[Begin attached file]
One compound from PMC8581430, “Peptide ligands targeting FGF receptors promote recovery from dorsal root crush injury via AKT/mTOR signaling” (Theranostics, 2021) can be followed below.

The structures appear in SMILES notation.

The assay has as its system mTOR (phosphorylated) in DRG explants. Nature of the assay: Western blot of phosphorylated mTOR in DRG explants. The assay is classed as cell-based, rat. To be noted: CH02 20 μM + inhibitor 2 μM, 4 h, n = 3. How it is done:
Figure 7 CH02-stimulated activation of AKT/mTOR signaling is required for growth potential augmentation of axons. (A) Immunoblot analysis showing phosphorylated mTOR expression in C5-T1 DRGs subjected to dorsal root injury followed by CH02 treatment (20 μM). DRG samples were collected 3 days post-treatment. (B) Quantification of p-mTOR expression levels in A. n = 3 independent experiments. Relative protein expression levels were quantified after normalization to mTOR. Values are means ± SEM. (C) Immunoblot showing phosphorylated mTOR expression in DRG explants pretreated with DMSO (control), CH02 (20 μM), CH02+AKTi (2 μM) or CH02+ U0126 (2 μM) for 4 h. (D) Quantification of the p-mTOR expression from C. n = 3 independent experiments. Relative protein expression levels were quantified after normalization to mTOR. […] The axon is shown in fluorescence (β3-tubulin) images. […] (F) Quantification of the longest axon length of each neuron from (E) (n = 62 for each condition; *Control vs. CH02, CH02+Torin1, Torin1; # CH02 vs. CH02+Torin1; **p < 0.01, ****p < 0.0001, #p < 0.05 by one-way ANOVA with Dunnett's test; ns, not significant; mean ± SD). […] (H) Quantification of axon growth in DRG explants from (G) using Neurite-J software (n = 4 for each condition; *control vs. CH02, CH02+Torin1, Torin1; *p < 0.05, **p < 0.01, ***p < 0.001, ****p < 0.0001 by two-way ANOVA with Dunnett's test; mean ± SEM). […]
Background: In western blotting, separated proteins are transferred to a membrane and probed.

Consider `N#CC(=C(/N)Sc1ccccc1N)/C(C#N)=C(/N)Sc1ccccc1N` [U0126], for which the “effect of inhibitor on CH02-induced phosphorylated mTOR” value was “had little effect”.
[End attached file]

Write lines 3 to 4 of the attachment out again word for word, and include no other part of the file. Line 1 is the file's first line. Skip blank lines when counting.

The assay has as its system mTOR (phosphorylated) in DRG explants. Nature of the assay: Western blot of phosphorylated mTOR in DRG explants. The assay is classed as cell-based, rat. To be noted: CH02 20 μM + inhibitor 2 μM, 4 h, n = 3. How it is done:
Figure 7 CH02-stimulated activation of AKT/mTOR signaling is required for growth potential augmentation of axons. (A) Immunoblot analysis showing phosphorylated mTOR expression in C5-T1 DRGs subjected to dorsal root injury followed by CH02 treatment (20 μM). DRG samples were collected 3 days post-treatment. (B) Quantification of p-mTOR expression levels in A. n = 3 independent experiments. Relative protein expression levels were quantified after normalization to mTOR. Values are means ± SEM. (C) Immunoblot showing phosphorylated mTOR expression in DRG explants pretreated with DMSO (control), CH02 (20 μM), CH02+AKTi (2 μM) or CH02+ U0126 (2 μM) for 4 h. (D) Quantification of the p-mTOR expression from C. n = 3 independent experiments. Relative protein expression levels were quantified after normalization to mTOR. […] The axon is shown in fluorescence (β3-tubulin) images. […] (F) Quantification of the longest axon length of each neuron from (E) (n = 62 for each condition; *Control vs. CH02, CH02+Torin1, Torin1; # CH02 vs. CH02+Torin1; **p < 0.01, ****p < 0.0001, #p < 0.05 by one-way ANOVA with Dunnett's test; ns, not significant; mean ± SD). […] (H) Quantification of axon growth in DRG explants from (G) using Neurite-J software (n = 4 for each condition; *control vs. CH02, CH02+Torin1, Torin1; *p < 0.05, **p < 0.01, ***p < 0.001, ****p < 0.0001 by two-way ANOVA with Dunnett's test; mean ± SEM). […]